METAL GEAR SURVIVE: MORE "SURVIVE", LESS "METAL GEAR"
Metal Gear Survive is a lot more literal than the first glimpses of gameplay might’ve made it seem. This is, first and foremost, a survival game, with unforgiving thirst and hunger systems that deplete by the second. On the other hand, the “Metal Gear” part of the title is much less literal. This is an action-first, crafting-driven adventure that, based on our three hours of hands-on time, has almost nothing but environments in common with previous games in the series, for better or for worse.The “Survive” in the title of
We dropped into the game’s seemingly expansive open world right after a series of somewhat uninspiring story cutscenes, and were immediately introduced to Survive’s version of Mother Base. It’s a fairly bleak but customizable base setup that initially has stations for crafting gear, weapons, and medicine, plus a fireplace for cooking raw meat so it becomes edible. There’s also a station specifically dedicated to leveling up, and all of these are explained by two off-screen robots that speak infuriatingly slowly.
The systems aren’t hard to understand and the tutorial is ultimately helpful, but this was my first major “Why is this called Metal Gear?” moment. In a franchise that’s known for having interesting characters and companions, why have two dull, humourless robots speak to me over an intercom rather than human NPCs I could form an attachment to? In fact, the only other actual character present during my playthrough was seated in my base, but couldn’t be interacted with in any way. The sole driving force of the game, at least at the beginning, is robots you don’t care about telling you to find data to bring back to your camp to analyse, while the hunger and thirst meters slowly tick away.
This was my first major “Why is this called Metal Gear?” moment.
Managing your food and water in Metal Gear Survive, at least initially, is little more than tedious. Your unforgiving metabolism mandates a “hunting” side mission in between almost every activity in the early game. While water replenishes your maximum stamina, I found no way to reliably craft clean water, instead just hoping to come across it randomly in the open world. Dirty water, which was much easier to find, inflicted an annoying status effect that could either be cured with consumable medicine in the pause menu (which doesn’t pause the game) or ignored at the cost of the occasional barf. None of this is fun, and while I’m sure you’ll progress past these petty trifles later, I question their prevalence all the same.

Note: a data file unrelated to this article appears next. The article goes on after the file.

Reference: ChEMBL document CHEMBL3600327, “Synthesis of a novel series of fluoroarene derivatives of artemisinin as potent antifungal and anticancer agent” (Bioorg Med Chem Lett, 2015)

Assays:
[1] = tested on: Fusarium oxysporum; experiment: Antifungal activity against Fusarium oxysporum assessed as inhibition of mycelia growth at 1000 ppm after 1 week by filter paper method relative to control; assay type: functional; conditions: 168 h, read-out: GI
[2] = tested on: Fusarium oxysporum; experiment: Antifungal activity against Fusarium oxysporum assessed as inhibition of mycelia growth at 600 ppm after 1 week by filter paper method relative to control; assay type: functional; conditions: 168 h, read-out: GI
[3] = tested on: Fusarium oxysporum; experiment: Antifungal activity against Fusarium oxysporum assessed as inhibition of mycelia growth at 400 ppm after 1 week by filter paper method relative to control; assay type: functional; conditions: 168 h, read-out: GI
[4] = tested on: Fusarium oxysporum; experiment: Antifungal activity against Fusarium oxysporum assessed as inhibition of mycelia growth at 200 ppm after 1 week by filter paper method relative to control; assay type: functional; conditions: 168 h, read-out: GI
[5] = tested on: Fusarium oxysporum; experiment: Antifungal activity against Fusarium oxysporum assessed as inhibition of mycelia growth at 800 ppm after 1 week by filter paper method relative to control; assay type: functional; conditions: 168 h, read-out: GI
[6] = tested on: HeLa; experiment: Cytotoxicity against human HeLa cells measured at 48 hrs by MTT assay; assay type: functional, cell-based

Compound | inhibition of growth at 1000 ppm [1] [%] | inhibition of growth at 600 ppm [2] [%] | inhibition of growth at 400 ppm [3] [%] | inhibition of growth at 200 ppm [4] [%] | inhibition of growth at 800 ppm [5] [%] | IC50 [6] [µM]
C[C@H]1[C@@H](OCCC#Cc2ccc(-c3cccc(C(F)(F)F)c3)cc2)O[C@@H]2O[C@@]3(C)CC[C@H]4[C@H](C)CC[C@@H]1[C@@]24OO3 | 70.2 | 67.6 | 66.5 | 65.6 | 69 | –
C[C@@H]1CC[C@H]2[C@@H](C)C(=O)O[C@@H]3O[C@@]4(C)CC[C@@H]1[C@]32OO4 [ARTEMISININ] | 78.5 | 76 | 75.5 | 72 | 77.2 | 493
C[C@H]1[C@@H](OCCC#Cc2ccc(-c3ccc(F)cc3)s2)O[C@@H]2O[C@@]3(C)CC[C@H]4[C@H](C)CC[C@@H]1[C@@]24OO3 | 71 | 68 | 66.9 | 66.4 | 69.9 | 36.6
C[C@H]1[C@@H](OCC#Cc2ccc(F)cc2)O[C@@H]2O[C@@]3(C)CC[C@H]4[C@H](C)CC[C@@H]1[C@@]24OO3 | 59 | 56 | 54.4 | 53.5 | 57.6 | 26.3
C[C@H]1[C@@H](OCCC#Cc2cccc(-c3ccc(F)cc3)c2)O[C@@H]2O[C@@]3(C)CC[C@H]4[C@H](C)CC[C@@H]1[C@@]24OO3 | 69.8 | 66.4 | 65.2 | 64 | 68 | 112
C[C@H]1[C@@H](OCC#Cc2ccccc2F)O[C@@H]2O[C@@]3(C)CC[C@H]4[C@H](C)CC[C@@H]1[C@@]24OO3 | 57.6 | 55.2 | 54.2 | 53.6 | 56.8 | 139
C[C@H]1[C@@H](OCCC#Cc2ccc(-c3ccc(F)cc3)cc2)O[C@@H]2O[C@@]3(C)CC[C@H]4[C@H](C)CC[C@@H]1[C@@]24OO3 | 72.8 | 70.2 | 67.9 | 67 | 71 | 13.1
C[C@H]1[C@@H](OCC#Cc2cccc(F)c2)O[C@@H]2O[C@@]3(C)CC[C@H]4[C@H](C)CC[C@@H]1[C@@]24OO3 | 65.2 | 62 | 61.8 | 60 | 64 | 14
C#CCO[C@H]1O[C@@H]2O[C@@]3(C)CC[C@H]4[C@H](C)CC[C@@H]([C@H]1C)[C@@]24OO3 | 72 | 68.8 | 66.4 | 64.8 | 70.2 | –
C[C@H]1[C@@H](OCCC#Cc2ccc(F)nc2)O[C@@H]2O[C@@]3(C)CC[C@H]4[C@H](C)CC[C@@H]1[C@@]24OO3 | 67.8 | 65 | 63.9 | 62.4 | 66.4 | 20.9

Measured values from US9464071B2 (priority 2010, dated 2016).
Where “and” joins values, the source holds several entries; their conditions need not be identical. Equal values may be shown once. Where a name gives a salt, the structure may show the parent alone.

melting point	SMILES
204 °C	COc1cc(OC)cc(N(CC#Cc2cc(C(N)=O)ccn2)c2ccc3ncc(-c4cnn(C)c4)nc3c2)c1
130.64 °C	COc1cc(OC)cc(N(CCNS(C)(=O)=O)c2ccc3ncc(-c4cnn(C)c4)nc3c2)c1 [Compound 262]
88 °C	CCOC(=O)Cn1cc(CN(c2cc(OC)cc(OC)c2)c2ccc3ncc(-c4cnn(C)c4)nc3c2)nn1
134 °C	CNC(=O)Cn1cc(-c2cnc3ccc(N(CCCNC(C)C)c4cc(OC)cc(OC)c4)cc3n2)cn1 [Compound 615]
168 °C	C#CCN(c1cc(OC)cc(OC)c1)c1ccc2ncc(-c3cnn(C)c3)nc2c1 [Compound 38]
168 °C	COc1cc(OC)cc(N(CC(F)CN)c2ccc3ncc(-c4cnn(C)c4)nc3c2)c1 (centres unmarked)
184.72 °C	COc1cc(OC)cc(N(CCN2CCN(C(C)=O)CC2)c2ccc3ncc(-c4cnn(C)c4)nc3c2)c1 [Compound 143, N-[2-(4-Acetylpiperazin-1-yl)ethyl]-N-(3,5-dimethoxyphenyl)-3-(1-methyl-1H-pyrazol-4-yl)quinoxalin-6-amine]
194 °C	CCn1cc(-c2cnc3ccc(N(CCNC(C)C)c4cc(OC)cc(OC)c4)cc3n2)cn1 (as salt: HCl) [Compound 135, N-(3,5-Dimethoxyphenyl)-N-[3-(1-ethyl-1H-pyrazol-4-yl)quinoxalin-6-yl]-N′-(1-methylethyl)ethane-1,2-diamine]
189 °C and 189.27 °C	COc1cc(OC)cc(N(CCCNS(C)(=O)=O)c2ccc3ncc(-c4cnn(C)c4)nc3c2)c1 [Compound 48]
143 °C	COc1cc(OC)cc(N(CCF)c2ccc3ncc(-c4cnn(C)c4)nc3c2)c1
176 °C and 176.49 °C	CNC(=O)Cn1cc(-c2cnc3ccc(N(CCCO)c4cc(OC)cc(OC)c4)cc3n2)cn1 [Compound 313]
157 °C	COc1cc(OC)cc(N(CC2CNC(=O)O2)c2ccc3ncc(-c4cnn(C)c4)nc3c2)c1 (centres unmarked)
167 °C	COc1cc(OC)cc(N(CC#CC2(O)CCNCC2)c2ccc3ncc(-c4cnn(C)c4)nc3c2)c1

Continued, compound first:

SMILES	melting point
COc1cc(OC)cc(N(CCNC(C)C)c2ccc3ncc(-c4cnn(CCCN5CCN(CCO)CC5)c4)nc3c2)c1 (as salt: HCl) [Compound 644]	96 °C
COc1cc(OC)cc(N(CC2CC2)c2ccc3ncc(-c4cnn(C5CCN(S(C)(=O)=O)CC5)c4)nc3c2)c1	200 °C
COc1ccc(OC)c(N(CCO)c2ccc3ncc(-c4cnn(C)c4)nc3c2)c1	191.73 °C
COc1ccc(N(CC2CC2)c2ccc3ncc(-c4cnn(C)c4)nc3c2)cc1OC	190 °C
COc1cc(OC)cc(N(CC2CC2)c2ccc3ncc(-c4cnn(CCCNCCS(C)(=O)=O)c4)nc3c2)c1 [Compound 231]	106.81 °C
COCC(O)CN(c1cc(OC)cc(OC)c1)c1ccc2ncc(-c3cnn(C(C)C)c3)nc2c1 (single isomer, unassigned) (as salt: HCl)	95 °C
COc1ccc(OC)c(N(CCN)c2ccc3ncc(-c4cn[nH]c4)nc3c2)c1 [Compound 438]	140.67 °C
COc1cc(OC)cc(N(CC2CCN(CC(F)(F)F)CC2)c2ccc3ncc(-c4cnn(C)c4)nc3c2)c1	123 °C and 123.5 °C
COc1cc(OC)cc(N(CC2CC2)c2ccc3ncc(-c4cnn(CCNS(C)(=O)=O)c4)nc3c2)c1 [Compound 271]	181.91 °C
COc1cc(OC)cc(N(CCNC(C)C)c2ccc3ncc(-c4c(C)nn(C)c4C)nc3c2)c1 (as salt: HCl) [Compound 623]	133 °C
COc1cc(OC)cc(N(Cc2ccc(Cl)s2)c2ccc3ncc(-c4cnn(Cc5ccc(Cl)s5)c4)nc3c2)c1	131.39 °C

The resource management is pretty consistently unforgiving overall, too, with my progress being immediately halted at one point because I couldn’t find the stainless steel I needed to make a gas mask. I retraced my steps, explored seemingly every part of the map that I could without needing said gas mask, and couldn’t find the steel. Every step I took was depleting the resources I needed to survive, with seemingly no means of progression. In the meantime, though, I was farming the game’s Kuban Crystals – red crystals that can be found in the environment, but are also embedded in the heads of the zombie-style enemies.
Kuban Crystals are the currency you spend to level up, and, at least initially, it was so easy to farm that it didn’t feel particularly impactful. Enemies respawn and are easy to kill by just standing on something slightly higher than they are and stabbing at them. When they die, you essentially ‘rip’ crystals out of them. This is a bit of a slow process, especially since there’s no ‘take all’ option for any kind of resource in Survive, and I had essentially found an easy exploit within the first hour of the game, but the upgrade system had a fair amount of depth.
Crafting and progression were some of my most positive takeaways from Metal Gear Survive. Finding weapon blueprints stashed in locked containers is a lot of fun. I made an immediate b-line whenever I spotted one of these massive safes, each boasting a tense and rewarding minigame. Discovering a bow and arrow recipe, for example, is a remarkable boon more than worthy of the risks involved, and I wonder what other blueprints lie
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